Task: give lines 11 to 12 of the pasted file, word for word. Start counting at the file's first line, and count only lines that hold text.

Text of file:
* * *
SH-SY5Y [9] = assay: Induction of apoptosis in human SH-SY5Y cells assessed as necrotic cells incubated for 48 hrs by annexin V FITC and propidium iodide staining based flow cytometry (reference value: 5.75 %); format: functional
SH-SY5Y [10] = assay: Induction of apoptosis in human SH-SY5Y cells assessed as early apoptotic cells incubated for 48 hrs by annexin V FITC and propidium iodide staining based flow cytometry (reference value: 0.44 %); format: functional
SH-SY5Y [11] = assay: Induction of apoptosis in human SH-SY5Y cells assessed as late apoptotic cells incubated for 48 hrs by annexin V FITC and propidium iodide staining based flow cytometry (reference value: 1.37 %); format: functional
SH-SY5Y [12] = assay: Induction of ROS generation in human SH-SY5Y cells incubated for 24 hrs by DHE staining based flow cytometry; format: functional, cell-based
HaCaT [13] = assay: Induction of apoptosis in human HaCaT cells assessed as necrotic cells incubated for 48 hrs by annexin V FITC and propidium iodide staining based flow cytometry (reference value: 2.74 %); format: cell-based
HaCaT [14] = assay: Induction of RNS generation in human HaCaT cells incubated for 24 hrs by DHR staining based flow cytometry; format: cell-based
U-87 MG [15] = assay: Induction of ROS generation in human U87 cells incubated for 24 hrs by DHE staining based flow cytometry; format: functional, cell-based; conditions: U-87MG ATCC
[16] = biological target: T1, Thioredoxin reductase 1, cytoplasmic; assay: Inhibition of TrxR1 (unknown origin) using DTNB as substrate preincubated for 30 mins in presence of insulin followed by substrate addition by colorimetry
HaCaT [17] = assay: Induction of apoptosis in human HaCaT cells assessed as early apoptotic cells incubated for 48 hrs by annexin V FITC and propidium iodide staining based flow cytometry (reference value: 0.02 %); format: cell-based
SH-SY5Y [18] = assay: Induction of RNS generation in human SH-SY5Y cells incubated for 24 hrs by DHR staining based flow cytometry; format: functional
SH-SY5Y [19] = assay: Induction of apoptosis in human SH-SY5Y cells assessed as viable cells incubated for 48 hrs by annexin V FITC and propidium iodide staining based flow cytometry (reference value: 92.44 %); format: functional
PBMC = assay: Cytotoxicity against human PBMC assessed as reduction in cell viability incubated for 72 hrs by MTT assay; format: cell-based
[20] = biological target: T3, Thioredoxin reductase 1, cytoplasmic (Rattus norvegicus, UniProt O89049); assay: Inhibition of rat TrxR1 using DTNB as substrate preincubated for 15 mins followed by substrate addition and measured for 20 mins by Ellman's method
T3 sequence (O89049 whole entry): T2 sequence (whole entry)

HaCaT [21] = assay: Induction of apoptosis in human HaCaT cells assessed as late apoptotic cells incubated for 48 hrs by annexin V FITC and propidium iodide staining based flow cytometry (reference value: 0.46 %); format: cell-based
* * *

SH-SY5Y [19] = assay: Induction of apoptosis in human SH-SY5Y cells assessed as viable cells incubated for 48 hrs by annexin V FITC and propidium iodide staining based flow cytometry (reference value: 92.44 %); format: functional
PBMC = assay: Cytotoxicity against human PBMC assessed as reduction in cell viability incubated for 72 hrs by MTT assay; format: cell-based